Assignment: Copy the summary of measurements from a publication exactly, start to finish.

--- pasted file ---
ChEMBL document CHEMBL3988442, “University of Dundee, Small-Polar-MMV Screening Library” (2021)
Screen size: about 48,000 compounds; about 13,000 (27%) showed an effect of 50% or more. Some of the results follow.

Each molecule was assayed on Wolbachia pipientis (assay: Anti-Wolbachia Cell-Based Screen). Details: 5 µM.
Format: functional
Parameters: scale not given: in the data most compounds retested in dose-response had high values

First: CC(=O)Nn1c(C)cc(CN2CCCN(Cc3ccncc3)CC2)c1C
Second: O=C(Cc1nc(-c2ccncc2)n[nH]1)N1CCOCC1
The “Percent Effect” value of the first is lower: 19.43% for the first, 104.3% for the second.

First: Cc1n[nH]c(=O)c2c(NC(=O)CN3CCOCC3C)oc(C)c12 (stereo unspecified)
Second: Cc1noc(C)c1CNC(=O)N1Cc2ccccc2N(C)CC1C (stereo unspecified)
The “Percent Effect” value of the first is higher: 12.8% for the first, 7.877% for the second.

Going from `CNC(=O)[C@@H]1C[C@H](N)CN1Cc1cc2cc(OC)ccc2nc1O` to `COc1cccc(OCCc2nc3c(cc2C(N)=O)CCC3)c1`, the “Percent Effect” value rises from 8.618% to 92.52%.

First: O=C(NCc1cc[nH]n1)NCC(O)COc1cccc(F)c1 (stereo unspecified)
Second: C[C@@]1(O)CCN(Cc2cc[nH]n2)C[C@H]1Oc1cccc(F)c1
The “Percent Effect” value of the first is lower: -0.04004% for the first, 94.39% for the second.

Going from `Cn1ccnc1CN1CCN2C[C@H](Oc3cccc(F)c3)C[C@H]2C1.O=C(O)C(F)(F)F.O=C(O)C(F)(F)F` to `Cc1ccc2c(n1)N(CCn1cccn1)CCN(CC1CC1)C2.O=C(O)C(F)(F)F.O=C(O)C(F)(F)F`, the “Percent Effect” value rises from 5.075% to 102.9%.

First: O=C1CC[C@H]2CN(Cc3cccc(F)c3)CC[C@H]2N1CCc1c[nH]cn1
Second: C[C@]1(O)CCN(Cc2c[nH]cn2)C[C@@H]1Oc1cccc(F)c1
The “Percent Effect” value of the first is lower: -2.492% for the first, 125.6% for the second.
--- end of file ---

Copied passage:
ChEMBL document CHEMBL3988442, “University of Dundee, Small-Polar-MMV Screening Library” (2021)
Screen size: about 48,000 compounds; about 13,000 (27%) showed an effect of 50% or more. Some of the results follow.

Each molecule was assayed on Wolbachia pipientis (assay: Anti-Wolbachia Cell-Based Screen). Details: 5 µM.
Format: functional
Parameters: scale not given: in the data most compounds retested in dose-response had high values

First: CC(=O)Nn1c(C)cc(CN2CCCN(Cc3ccncc3)CC2)c1C
Second: O=C(Cc1nc(-c2ccncc2)n[nH]1)N1CCOCC1
The “Percent Effect” value of the first is lower: 19.43% for the first, 104.3% for the second.

First: Cc1n[nH]c(=O)c2c(NC(=O)CN3CCOCC3C)oc(C)c12 (stereo unspecified)
Second: Cc1noc(C)c1CNC(=O)N1Cc2ccccc2N(C)CC1C (stereo unspecified)
The “Percent Effect” value of the first is higher: 12.8% for the first, 7.877% for the second.

Going from `CNC(=O)[C@@H]1C[C@H](N)CN1Cc1cc2cc(OC)ccc2nc1O` to `COc1cccc(OCCc2nc3c(cc2C(N)=O)CCC3)c1`, the “Percent Effect” value rises from 8.618% to 92.52%.

First: O=C(NCc1cc[nH]n1)NCC(O)COc1cccc(F)c1 (stereo unspecified)
Second: C[C@@]1(O)CCN(Cc2cc[nH]n2)C[C@H]1Oc1cccc(F)c1
The “Percent Effect” value of the first is lower: -0.04004% for the first, 94.39% for the second.

Going from `Cn1ccnc1CN1CCN2C[C@H](Oc3cccc(F)c3)C[C@H]2C1.O=C(O)C(F)(F)F.O=C(O)C(F)(F)F` to `Cc1ccc2c(n1)N(CCn1cccn1)CCN(CC1CC1)C2.O=C(O)C(F)(F)F.O=C(O)C(F)(F)F`, the “Percent Effect” value rises from 5.075% to 102.9%.

First: O=C1CC[C@H]2CN(Cc3cccc(F)c3)CC[C@H]2N1CCc1c[nH]cn1
Second: C[C@]1(O)CCN(Cc2c[nH]cn2)C[C@@H]1Oc1cccc(F)c1
The “Percent Effect” value of the first is lower: -2.492% for the first, 125.6% for the second.